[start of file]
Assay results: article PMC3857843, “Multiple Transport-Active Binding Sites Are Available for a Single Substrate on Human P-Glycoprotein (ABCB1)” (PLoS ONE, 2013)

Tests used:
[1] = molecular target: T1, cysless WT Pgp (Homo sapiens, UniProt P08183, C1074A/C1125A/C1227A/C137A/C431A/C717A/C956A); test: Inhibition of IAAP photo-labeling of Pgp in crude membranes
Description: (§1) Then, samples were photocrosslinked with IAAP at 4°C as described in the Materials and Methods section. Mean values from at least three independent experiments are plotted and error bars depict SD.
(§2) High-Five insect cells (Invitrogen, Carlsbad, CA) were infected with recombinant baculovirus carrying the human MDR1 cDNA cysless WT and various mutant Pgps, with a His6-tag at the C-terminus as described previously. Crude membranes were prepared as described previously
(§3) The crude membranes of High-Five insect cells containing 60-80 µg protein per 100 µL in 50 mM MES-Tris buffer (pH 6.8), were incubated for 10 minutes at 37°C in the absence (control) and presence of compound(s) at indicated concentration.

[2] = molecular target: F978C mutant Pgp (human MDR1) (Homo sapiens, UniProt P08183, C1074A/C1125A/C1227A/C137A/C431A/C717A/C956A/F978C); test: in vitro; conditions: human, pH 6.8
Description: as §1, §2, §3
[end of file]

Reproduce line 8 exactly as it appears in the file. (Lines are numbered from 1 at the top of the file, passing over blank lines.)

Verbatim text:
Description: as §1, §2, §3